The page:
8 March: Mardi Gras


'Welcome dear feast of Lent: who loves not thee,

He loves not Temperance, or Authority,

But is compos'd of passion....'

From 'Lent' by George Herbert (1593-1633)

‘Fat Tuesday’ aka ‘Mardi Gras’ is the day before Lent starts. Given the limits on personal enjoyment that Lent imposed – no sex, limited food, lots of devotional activities, it’s not surprising that Fat Tuesday was enjoyed as the last opportunity to let yourself go before Ash Wednesday when you had to be all penitential.

The word ‘Carnival’ comes from the Latin 'carne vale' – farewell to the flesh, and it means that in every sense of the word. Carnival was the season when all the good things were eaten up before the Lenten fast began, it was a signal to let your hair down and pull your skirts up. In 1817 Byron wrote to a friend from Venice to say he was on an invalid regime, having spent too many late nights during Carnival with 'the sword wearing out the scabbard'. Hmm...

Mardi Gras carnivals emigrated to the United States with the 18th century French settlers in the deep south, and the Mardi Gras celebrations in New Orleans are an essential part of the city’s economy which is as fragile as the levees which protect it.

The people whose Mardi Gras celebrations interest me most however are the Louisiana Acadians – the Cajuns as they are more commonly known. Their story is well known in the southern USA where it is regarded as one of the most shameful episodes of British colonialism.

The ancestors of the Cajuns were French Catholic settlers of 'Acadia' on the Atlantic coast of Canada. They arrived there about 1607 but around 1755 they were turned out by the British in a brutal episode of ethnic cleansing. Some 15,000 people were forcibly expelled from their homes. About a third of them – mostly women and children died during the process. Some Acadians went back to France, but some wandered south and these days there are twenty-seven parishes of their descendants in the swampy southern areas of Louisiana.


Cajun language, music and culture became amply seasoned with Creole and Native American influences and is still highly distinctive, as is their cuisine. Cajun country is very rural and the food is hearty, spicy, and based on rice, beans, pork, chicken and shellfish. I love it.

‘Who's Your Mama, Are You Catholic and Can You Make a Roux?’ is a cookbook by Marcelle Bienvenue which reinforces the view that Cajun identity is rooted in family, community, food, and devout Roman Catholicism. The roux of the title, along with a fiery spice mix, are the two main foundations of Cajun cooking.

Enough. Let’s cook.

This traditional Cajun dish is from Emeril Lagasse’s book ‘Louisiana Real and Rustic’. It’s from Evangeline Parish and it’s a Mardi Gras speciality which is made by families getting together before Lent starts. The recipe uses American measurements, but they are really easy, just use a small mug if you haven’t got a set of measuring cups and I’ve tinkered with the ingredients a bit.

Chicken and Sausage Gumbo

1/2 cup vegetable oil and 1/2 cup plain flour

1½ cups chopped onion, 1 cup chopped celery, 1 sliced pepper

1 large piece of chorizo and 1 lb raw chicken meat chopped into one inch chunks

1 tsp salt, ¼ tsp cayenne, 3 bay leaves

6 cups water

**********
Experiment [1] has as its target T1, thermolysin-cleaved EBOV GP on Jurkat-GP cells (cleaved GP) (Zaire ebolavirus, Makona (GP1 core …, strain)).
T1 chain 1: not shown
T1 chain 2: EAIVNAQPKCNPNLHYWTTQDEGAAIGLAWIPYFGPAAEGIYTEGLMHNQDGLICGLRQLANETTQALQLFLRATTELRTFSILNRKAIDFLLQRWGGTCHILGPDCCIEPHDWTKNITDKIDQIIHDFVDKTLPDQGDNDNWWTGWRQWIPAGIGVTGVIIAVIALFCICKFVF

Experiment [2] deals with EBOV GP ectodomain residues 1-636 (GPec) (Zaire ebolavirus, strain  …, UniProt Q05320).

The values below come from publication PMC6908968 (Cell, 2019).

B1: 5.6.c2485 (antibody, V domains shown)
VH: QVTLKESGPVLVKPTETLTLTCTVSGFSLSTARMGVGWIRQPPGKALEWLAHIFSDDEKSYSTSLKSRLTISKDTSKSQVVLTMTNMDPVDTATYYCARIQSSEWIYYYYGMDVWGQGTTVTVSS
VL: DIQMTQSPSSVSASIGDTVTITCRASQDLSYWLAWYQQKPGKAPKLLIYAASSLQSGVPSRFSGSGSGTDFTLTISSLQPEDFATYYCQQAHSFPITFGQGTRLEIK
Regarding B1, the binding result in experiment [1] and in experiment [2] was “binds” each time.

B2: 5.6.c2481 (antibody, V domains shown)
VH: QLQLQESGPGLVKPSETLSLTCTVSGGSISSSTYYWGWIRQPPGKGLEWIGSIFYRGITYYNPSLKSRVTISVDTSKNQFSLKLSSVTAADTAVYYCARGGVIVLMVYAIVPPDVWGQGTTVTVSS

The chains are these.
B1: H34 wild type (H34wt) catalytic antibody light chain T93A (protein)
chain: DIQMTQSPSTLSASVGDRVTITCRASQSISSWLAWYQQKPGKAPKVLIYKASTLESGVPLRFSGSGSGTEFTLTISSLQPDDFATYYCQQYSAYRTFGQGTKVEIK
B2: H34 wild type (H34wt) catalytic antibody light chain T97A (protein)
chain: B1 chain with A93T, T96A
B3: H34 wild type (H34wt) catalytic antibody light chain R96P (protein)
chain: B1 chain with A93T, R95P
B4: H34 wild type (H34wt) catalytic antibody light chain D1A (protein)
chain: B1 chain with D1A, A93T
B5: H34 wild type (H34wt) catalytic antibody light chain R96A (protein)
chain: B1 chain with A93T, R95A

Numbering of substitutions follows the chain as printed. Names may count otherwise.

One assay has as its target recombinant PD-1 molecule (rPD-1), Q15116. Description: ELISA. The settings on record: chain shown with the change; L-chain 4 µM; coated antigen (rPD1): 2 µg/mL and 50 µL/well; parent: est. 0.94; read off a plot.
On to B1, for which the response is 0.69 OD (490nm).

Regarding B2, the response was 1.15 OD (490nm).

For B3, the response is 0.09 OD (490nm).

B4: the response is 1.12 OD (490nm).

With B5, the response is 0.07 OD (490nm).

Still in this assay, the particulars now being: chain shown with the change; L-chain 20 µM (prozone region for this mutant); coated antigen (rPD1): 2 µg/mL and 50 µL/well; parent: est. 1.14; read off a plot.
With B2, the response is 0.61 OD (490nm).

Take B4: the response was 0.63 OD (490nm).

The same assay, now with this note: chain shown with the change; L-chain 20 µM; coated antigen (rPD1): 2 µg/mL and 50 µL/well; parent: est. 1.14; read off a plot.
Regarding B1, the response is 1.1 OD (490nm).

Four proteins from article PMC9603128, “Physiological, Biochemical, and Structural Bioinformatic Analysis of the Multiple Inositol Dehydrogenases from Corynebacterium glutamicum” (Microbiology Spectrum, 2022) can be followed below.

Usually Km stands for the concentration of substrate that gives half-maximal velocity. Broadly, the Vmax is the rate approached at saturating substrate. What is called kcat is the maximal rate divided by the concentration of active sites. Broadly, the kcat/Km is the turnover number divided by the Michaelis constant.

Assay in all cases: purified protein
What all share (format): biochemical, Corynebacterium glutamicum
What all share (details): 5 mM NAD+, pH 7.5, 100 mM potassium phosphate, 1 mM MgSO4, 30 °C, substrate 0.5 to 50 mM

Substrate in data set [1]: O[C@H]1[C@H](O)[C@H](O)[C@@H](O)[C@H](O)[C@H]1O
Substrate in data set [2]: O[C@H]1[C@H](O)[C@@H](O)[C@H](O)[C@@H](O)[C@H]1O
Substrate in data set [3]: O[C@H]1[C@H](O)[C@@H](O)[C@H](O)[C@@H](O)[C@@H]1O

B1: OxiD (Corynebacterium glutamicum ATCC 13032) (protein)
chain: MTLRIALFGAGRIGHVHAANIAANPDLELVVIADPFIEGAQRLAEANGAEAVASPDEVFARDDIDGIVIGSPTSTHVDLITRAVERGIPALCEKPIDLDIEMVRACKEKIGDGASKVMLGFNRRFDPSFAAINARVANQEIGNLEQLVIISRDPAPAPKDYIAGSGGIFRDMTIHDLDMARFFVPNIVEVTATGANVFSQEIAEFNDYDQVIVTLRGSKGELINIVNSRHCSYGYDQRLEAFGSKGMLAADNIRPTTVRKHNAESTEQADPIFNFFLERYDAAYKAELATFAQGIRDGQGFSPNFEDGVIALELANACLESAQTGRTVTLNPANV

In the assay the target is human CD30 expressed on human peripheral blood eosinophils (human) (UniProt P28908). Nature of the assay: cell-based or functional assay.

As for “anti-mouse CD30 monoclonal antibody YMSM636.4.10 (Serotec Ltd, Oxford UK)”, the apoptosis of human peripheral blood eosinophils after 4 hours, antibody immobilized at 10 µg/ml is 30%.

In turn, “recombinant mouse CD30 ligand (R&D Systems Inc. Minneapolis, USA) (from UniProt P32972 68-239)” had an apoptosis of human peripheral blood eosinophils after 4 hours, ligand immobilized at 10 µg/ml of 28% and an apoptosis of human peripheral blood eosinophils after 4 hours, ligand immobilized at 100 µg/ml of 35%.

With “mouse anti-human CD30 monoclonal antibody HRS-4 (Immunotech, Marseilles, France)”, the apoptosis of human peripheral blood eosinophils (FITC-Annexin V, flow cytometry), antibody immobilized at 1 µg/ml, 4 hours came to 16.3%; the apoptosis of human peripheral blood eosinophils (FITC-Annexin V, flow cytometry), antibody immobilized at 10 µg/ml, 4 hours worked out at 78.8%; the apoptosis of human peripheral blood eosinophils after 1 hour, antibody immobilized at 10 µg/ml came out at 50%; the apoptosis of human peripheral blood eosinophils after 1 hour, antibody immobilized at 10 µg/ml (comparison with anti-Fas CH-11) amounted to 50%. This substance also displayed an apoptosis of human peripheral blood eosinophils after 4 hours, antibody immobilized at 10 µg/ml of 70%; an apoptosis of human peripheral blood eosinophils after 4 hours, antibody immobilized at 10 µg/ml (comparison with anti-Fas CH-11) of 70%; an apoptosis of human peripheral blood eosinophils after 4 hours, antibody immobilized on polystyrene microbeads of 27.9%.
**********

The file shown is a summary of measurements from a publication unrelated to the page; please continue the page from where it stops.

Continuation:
2 tsp Cajun spice mix - buy this or make it - see below*

2 tablespoons chopped parsley, ½ cup chopped spring onions or chives

1 tablespoon filé powder (ground sassafras) and a dollop of sour cream – both optional but good.

Cajun spice mix is culinary nirvana as far as I'm concerned. Make up a quantity and keep it in a jar. I cannot tell you how heavenly it is. Rub it on a piece of indifferent farmed salmon, let it stand for an hour, then roast - and wow. This is my version of Emeril's recipe. He adds onion and garlic powder as well: 8 tsp paprika, 3 tsp cayenne, 5 tsp freshly ground black pepper, 4 tsp sea salt, 3 tsp dried oregano, 3 tsp dried thyme. Mix well, store in an airtight jar.

Method
Coat the chicken in the cajun spice mix and set it aside. Make the roux by mixing the oil and flour and stirring-stirring-stirring over a medium heat until it's the colour of a dark milk chocolate - it takes about 20 minutes. Have all the vegetables chopped ready and add them to the roux when it's attained the right colour. Keep stirring, after 3 or 4 minutes add the sausage, spices and the water. Bring to the boil then simmer uncovered on a low hear for about an hour.

Add the chicken to the pot and simmer for another hour, skim off any fat which rises to the top ( I didn't bother). Remove from heat and add the parsley, put in a dollop of cream and sprinkle with chives or chopped spring onions. Serve with white rice from deep bowls.

This is very warming and comforting. You can make the roux in advance and keep it in the fridge until needed.

and here's the fabulous John Hegley -

Lent

'Lent, is meant to be spent fasting,

In rememberance of the Lord,

Lasting six weeks without a decent meal,

Six weeks in the desert,

Without any dinner, without any dessert,

And without any tart, but he saved on rent,

and before he went he ate plenty of pancakes.'

John Hegley (b 1953)



2 comments:

A Trifle Rushed said...

Your posts are always so interesting, and I learn something new. How great to have a Gumbo recipe, the Cajun spice sounds amazing. Thank you

Phil said...

In the John Hegley poem, the line "And without any tart, but he saved on rent" should be "And without any tent, but he saved on rent"

It rhymes, see. :)